Out of home advertising had a bumper year in 2011, basking in the glow of the 2011 Rugby World Cup. The bounty didn’t last long unfortunately and 2012 saw almost a fifth of outdoor revenue melt away. This year the pickings are better, according to the Outdoor Media Association of New Zealand first quarter revenue was up 16 percent to $15.4 million. And one of the ways brands are using their out of home budgets is on digital signage.
The growth in the outdoor industry is largely being driven by digital media, both ‘place-based’, like shopping malls, oil chains and airports, and large format (while there are already few digital billboards inside airports, APN Outdoor is set to launch its new large-format digital billboard in Auckland in July). In the Asia/Pacific region, ad spend in digital out-of-home has grown 19 percent on average every year from 2006 to 2011 and global spend in the sector last year was $US7 billion, which is forecast to grow almost 20 percent this year.
Ngage Media has been in this game since 2011. And the New Zealand company serves and creates ads for screens across the country, including ones inside Z Energy service stations (230 screens), The Warehouse (373 screens), and Fix convenience stores (24 screens).
In March the company struck a deal with Forsyth Barr Stadium in Dunedin to put its advertising technology in 165 screens, potentially reaching tens of thousands of Scarfies (and other Dunedinites less likely to set fire to furniture).
However, it’s Ngage’s joint venture in Australia with The Effeciency Group (TEG) that could seal its future in the digital out of home market. The partnership sees Ngage’s ad serving capability integrated into TEG kiosks in retailers like Dick Smith, Caltex and Bunnings in Australia. The 50/50 partnership launched Ngage’s offices in Melbourne and Sydney, and prompted the creation of a showroom in Brookvale.
Ngage founder Alan Nicholas says Australia was always a major priority for the Kiwi company in order to secure its future in the sector.
“It’s harder here in New Zealand with the scale and size, but also the mentality of advertisers. Australia is generally a year ahead of New Zealand in terms of technology, so for instance the work we’re doing with Bunnings in Australia may get rolled out in New Zealand 12 months down the track,” he says.
Ngage has partnered with another Kiwi company, Born Digital, to bring more interactive elements to its digital signage, such as product search kiosks and digital catalogues. This will also be sold through the TEG partnership.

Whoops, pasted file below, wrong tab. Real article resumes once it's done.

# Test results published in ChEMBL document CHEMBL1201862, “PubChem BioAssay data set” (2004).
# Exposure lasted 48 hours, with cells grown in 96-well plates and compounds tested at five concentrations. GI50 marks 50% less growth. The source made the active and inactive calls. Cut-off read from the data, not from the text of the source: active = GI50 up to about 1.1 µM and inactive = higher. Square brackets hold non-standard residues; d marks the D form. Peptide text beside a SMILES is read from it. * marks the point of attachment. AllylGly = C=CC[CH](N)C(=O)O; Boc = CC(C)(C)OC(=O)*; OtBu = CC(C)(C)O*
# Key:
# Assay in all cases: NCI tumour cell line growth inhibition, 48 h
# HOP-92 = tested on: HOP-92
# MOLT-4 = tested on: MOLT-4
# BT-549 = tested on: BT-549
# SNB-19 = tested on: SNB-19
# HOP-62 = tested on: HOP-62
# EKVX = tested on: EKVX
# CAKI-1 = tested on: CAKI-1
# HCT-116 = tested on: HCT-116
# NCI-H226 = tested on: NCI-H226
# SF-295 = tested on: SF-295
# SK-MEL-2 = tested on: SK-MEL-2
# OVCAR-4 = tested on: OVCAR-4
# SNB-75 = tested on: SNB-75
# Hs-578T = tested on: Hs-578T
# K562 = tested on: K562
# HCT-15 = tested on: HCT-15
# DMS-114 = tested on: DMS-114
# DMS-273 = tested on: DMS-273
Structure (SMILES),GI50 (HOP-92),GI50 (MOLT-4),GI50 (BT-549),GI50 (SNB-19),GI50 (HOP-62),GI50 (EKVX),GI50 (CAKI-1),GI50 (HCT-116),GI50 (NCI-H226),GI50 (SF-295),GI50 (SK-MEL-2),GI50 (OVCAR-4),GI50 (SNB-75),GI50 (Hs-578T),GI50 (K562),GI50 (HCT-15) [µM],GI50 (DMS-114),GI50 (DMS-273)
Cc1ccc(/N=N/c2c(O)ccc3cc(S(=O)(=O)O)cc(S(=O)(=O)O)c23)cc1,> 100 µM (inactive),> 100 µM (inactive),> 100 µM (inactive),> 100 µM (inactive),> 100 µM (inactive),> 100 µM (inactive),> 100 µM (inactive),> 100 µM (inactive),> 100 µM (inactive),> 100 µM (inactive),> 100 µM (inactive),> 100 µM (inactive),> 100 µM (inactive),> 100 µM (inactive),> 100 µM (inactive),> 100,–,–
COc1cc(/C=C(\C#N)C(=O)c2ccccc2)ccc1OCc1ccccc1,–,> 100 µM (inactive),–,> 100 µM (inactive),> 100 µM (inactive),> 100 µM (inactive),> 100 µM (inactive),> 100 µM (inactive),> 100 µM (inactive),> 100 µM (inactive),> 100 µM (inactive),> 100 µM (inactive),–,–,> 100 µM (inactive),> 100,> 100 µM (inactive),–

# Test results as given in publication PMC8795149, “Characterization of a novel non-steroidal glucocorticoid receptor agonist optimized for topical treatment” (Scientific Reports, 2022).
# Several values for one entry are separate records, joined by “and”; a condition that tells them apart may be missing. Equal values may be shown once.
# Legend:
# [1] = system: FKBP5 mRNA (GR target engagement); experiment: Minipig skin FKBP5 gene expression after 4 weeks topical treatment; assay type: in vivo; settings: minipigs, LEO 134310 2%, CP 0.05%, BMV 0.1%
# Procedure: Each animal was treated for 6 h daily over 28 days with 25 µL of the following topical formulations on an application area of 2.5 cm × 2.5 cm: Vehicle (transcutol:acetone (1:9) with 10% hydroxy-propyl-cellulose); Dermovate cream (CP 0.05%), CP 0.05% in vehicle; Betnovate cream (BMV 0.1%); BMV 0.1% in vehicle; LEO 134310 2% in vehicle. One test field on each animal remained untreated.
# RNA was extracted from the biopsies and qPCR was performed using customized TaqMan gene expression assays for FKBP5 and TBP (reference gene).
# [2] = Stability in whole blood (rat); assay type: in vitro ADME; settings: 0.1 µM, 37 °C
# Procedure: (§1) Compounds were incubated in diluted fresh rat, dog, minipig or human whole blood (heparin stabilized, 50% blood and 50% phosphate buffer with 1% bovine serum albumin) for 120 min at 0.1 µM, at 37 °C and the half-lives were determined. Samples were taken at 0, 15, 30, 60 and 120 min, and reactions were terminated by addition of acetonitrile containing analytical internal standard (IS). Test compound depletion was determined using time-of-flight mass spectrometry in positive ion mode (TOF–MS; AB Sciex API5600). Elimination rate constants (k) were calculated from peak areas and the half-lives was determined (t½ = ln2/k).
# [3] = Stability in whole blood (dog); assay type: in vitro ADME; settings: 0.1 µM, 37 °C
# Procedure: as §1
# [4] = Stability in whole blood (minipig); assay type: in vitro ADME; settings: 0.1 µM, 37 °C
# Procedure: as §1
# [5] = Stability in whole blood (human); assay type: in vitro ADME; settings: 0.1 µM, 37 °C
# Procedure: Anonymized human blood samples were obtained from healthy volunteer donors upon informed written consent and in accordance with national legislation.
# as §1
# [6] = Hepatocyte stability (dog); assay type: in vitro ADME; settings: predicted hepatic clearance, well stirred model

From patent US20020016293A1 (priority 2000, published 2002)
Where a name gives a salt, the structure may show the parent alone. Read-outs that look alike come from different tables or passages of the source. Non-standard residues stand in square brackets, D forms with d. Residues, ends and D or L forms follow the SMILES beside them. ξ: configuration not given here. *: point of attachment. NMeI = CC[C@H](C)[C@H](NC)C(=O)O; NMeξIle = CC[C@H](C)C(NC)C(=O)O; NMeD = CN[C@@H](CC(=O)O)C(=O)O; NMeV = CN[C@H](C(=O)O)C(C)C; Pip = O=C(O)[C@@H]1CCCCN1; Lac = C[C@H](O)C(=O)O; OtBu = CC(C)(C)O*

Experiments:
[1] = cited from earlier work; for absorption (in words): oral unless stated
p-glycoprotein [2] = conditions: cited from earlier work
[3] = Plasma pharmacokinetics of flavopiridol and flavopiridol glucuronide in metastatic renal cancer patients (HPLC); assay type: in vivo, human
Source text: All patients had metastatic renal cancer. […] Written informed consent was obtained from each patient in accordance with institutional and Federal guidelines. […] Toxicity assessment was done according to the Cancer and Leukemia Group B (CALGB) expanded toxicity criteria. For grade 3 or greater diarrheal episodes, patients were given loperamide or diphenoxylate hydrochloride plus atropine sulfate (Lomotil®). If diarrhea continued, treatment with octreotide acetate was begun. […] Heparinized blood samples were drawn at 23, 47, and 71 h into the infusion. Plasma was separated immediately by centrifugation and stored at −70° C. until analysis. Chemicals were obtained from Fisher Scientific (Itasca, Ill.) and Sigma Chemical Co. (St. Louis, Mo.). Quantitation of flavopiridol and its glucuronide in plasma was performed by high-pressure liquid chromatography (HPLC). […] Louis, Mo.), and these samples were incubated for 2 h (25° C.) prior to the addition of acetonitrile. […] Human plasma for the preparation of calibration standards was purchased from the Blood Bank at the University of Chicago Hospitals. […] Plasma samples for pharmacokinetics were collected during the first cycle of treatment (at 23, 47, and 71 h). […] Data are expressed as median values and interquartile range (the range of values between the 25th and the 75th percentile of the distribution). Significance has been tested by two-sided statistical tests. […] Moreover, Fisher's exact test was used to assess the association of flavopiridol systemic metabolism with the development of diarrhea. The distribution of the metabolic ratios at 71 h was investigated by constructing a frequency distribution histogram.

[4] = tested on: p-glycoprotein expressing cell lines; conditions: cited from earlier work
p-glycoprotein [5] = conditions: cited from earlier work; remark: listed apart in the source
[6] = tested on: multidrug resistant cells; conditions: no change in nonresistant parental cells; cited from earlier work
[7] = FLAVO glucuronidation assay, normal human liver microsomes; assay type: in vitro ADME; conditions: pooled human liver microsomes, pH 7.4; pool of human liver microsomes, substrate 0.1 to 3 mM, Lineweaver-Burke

Nicholas’ team in New Zealand is only four strong, which has meant many long hours for the lean startup.
“That’s where all the 22-hour days come in. My office is my laptop at a cafe or the airport or in between meetings,” he says.
With the TEG deal, Nicholas says some of that weight has been lifted off his team’s shoulders. TEG is funding eight staff and the working space dedicated to the joint venture in Australia. The design and production capability of parent company Image Centre Group (which launced Ngage in partnership with Nicholas early last year) has opened up a new pipeline and capability that has been invaluable, says Nicholas.
Asked what Ngage’s revenues looks like two years into the company’s existence, Nicholas is guarded with the figures. He simply says the business is in good shape.
Ngage’s ad serving technology is licensed from US company Aerva, with Ngage the sole provider for the South Pacific. This limits Ngage’s capability to grow beyond this region, but Nicholas says this doesn’t worry him.
“Aerva [is]quite happy to look at deals in other regions. Also we’ve always got the opportunity to develop and licence back the IP we’ve developed from New Zealand back to [it]and other regions. It’s all very exciting,” he says.
Nicholas says the future of the company is growing its presence in Australia and supporting existing clients in New Zealand.
“It’s that story of the little Kiwi company doing big things overseas. We’ve been doing the hard yards to change the mindset of marketers of how they communicate. We’ve been printing posters for 100 years, this is a new way of communicating,” he says.
Disclosure: Ngage Media is part of the Image Centre Group, which also owns StopPress.